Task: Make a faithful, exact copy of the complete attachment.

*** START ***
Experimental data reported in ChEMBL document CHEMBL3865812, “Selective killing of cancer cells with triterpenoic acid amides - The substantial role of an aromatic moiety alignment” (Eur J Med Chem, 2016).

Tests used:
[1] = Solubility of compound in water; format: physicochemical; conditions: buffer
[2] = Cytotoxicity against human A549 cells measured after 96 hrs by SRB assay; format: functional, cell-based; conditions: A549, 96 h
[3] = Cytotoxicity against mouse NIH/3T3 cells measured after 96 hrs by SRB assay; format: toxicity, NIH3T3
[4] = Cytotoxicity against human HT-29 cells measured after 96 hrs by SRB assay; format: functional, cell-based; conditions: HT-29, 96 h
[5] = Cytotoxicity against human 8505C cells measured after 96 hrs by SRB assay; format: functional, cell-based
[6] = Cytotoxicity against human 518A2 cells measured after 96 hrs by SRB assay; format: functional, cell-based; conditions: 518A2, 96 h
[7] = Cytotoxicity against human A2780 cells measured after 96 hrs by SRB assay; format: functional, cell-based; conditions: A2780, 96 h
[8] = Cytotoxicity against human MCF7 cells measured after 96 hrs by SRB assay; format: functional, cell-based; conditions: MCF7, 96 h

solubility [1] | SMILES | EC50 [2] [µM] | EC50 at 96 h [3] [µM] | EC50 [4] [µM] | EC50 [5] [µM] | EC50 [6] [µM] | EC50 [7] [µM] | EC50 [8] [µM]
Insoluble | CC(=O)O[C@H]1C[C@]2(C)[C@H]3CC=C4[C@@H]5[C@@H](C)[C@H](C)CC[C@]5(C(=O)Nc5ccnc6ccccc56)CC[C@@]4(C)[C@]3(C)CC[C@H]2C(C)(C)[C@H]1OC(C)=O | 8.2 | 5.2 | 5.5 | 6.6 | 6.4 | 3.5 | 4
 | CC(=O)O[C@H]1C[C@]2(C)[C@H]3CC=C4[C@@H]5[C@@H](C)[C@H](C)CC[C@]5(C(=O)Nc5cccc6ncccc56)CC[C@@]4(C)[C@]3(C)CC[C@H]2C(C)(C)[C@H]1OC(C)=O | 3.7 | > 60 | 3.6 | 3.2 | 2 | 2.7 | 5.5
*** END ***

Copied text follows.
Experimental data reported in ChEMBL document CHEMBL3865812, “Selective killing of cancer cells with triterpenoic acid amides - The substantial role of an aromatic moiety alignment” (Eur J Med Chem, 2016).

Tests used:
[1] = Solubility of compound in water; format: physicochemical; conditions: buffer
[2] = Cytotoxicity against human A549 cells measured after 96 hrs by SRB assay; format: functional, cell-based; conditions: A549, 96 h
[3] = Cytotoxicity against mouse NIH/3T3 cells measured after 96 hrs by SRB assay; format: toxicity, NIH3T3
[4] = Cytotoxicity against human HT-29 cells measured after 96 hrs by SRB assay; format: functional, cell-based; conditions: HT-29, 96 h
[5] = Cytotoxicity against human 8505C cells measured after 96 hrs by SRB assay; format: functional, cell-based
[6] = Cytotoxicity against human 518A2 cells measured after 96 hrs by SRB assay; format: functional, cell-based; conditions: 518A2, 96 h
[7] = Cytotoxicity against human A2780 cells measured after 96 hrs by SRB assay; format: functional, cell-based; conditions: A2780, 96 h
[8] = Cytotoxicity against human MCF7 cells measured after 96 hrs by SRB assay; format: functional, cell-based; conditions: MCF7, 96 h

solubility [1] | SMILES | EC50 [2] [µM] | EC50 at 96 h [3] [µM] | EC50 [4] [µM] | EC50 [5] [µM] | EC50 [6] [µM] | EC50 [7] [µM] | EC50 [8] [µM]
Insoluble | CC(=O)O[C@H]1C[C@]2(C)[C@H]3CC=C4[C@@H]5[C@@H](C)[C@H](C)CC[C@]5(C(=O)Nc5ccnc6ccccc56)CC[C@@]4(C)[C@]3(C)CC[C@H]2C(C)(C)[C@H]1OC(C)=O | 8.2 | 5.2 | 5.5 | 6.6 | 6.4 | 3.5 | 4
 | CC(=O)O[C@H]1C[C@]2(C)[C@H]3CC=C4[C@@H]5[C@@H](C)[C@H](C)CC[C@]5(C(=O)Nc5cccc6ncccc56)CC[C@@]4(C)[C@]3(C)CC[C@H]2C(C)(C)[C@H]1OC(C)=O | 3.7 | > 60 | 3.6 | 3.2 | 2 | 2.7 | 5.5